• - #TMAO is the hepatic oxidation product of the microbial trimethylamine (#TMA). - dietary supplementation with #TMAO was shown to promote atherogenesis and development of atherosclerosis in mice. - #TMAO levels associate with an increased risk of adverse cardiovascular events. - Carotid atherosclerosis was demonstrated to be associated with gut microbial metabolites (especially #TMAO and #p-cresol sulfate) in >3,000 patients, which could serve as an independent predictor of the disease.
  • [1.13] [#Serine-glycine
    - Intraperitoneal administration of L654 over 7 weeks to HFD-fed Ldlr−/− mice resulted in hypocholesterolemic effects and significantly attenuated the progression of atherosclerosis. - L654 and other bacterial glycine lipids in feces, liver, and serum were markedly reduced alongside changes in #Bacteroidetes relative abundance in HFD-fed mice.
  • [1.14
    - NOD-like receptor family pyrin domain-containing protein 3 (NLRP3) inflammasome and gut microbiota are closely related to the occurrence and development of AS
  • [1.15] [#Hearth attack] [#Carnitine, #Crotonobetaine, #TMAO, #γ-butyrobetaine] [#Meat-based diet
  • [1.5
    - In a mouse model, it was demonstrated that #Methanobrevibacter smithii, #Methanosarcina mazei, and #Methanomicrococcus blatticola use #TMA as growth substrates, resulting in reduced atherosclerosis
  • [1.16
    - Trimethylamine (#TMA) is generated by the gut microbiome and in the host converted by flavin-containing monooxygenase (FMO3) into trimethylamine N-oxide (#TMAO), which has been implicated in chronic cardiovascular and metabolic diseases. - Using cell culture systems and patient biopsies > #TMAO reprograms skin fibroblasts, vascular endothelial cells, and adipocytic progenitor cells into myofibroblasts via the putative #TMAO receptor protein R-like endoplasmic reticulum kinase (PERK). - FMO3 was detected in skin fibroblasts and its expression stimulated by TGF-β1. - FMO3 was elevated in #Systemic sclerosis skin biopsies and in #Systemic sclerosis fibroblasts.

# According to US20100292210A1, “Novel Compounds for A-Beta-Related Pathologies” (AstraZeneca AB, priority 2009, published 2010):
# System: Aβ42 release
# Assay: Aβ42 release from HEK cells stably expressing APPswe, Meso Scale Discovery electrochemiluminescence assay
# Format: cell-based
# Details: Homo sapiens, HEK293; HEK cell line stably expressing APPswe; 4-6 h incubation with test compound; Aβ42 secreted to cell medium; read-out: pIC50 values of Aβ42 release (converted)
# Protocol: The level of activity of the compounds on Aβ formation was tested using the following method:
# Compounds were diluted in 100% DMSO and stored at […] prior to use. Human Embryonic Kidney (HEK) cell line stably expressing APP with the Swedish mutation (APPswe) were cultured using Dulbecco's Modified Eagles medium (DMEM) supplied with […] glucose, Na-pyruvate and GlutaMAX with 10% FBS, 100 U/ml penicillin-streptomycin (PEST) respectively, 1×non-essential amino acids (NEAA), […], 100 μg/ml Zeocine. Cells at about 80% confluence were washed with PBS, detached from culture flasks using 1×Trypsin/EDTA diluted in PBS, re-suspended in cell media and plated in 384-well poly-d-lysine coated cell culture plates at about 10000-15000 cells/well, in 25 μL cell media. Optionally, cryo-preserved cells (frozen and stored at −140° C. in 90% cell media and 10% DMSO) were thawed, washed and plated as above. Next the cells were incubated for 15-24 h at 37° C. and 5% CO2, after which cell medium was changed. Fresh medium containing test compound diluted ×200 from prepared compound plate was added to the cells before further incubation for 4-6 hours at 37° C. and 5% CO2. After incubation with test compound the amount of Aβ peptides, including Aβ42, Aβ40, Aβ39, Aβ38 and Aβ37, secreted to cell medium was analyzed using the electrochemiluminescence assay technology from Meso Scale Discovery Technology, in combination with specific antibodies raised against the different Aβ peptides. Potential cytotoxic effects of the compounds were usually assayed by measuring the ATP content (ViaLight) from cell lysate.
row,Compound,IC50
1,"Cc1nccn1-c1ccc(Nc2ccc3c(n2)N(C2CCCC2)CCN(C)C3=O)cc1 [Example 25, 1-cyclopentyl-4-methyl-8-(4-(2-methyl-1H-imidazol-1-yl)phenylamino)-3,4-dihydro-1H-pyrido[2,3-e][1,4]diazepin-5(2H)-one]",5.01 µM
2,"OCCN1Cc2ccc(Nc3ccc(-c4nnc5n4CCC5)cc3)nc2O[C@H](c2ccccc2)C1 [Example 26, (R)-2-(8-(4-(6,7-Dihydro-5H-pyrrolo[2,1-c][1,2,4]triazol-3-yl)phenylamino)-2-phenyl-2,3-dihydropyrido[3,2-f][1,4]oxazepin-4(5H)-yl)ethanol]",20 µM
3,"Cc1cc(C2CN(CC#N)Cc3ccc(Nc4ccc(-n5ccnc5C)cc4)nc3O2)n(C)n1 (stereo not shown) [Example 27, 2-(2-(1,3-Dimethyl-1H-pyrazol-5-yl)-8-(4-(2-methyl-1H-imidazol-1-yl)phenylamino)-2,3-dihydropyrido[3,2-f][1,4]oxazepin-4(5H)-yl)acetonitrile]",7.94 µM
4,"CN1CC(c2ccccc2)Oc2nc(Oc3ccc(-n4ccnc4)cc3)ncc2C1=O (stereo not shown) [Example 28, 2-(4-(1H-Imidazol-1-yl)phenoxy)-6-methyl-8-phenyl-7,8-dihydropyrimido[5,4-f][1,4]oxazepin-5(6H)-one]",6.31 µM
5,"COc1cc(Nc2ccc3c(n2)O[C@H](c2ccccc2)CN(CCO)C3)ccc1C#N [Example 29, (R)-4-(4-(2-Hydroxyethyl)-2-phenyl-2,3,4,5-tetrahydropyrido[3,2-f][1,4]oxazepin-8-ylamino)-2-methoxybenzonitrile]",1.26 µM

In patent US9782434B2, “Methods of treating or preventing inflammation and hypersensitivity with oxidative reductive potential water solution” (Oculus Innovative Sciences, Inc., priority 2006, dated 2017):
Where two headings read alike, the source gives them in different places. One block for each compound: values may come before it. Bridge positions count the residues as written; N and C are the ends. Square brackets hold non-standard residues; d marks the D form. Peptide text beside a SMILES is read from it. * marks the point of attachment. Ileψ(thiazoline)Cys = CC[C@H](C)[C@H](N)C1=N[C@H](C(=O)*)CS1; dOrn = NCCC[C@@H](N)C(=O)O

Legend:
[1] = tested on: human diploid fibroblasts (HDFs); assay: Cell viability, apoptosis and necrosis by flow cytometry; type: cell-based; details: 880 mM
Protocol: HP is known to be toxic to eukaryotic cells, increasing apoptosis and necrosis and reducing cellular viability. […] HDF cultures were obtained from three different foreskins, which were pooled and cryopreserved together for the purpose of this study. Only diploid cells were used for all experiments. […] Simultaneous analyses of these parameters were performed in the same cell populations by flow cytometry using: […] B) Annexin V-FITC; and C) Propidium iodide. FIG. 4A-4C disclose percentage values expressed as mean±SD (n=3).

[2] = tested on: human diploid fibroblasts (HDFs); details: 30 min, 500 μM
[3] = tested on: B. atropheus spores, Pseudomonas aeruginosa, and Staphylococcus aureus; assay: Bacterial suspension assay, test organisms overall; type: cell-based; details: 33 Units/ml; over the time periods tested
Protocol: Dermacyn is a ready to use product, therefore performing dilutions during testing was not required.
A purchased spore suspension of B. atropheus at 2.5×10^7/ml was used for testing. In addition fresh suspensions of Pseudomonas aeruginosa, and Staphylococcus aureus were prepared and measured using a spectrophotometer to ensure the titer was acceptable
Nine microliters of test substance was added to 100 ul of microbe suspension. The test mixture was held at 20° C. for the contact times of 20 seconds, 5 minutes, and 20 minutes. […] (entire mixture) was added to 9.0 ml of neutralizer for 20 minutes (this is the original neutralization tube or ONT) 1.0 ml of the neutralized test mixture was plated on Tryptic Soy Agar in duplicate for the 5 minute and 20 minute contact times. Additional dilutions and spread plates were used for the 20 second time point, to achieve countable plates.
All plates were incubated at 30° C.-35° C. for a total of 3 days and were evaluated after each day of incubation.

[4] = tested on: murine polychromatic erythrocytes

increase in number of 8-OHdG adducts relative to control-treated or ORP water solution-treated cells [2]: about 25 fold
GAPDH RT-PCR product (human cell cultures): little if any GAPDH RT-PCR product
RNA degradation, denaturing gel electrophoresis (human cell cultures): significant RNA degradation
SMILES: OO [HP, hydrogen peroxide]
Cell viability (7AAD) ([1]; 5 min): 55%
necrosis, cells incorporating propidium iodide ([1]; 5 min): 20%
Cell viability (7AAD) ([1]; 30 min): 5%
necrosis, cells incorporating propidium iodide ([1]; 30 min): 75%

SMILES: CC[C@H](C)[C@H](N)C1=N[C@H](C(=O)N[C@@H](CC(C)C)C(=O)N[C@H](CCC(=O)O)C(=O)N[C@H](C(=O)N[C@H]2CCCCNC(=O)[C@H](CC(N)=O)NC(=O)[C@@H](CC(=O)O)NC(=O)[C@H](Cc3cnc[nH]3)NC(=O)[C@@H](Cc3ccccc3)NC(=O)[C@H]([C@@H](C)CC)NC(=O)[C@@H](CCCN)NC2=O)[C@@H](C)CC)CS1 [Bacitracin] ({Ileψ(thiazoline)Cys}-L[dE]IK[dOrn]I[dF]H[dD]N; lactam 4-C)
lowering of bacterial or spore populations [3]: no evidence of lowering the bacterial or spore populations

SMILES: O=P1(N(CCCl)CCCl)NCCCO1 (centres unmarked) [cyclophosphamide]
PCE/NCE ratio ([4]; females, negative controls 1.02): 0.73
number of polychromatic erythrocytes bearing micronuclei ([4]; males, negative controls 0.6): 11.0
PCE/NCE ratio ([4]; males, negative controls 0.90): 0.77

• [1.17] [#Human end-stage renal disease
    - #TMAO is a major risk factor for cardiovascular disease, renal fibrosis and functional impairment, atherosclerosis, and #Colorectal cancer.
  • [1.18
    - Depletion of Bacteroides xylanisolvens, Odoribacter splanchnicus, Eubacterium eligens, Roseburia inulinivorans, and Roseburia intestinalis. - At the functional level, healthy metagenomes were both enriched in pathways of starch degradation V, glycolysis III (from glucose), CDP‐diacylglycerol biosynthesis, and folate transformations. - R inulinivorans and R intestinalis are major contributors to starch degradation V. - E eligens greatly contribute to the pathway CDP‐diacylglycerol biosynthesis. - B xylanisolvens and B uniformis contribute to folate transformations II. - Two gut microbial metabolites, nicotinic acid and hydrocinnamic acid, had significantly higher predicted abundance in the control samples compared to the patients in the Chinese cohort, and interestinglynicotinic acid is already an effective lipid‐lowering drug to reducing cardiovascular risk.
  • [1.19
    - The gut microbiota composition of patients with atherosclerosis (AS) contains relatively high levels of Collinsella.

Common References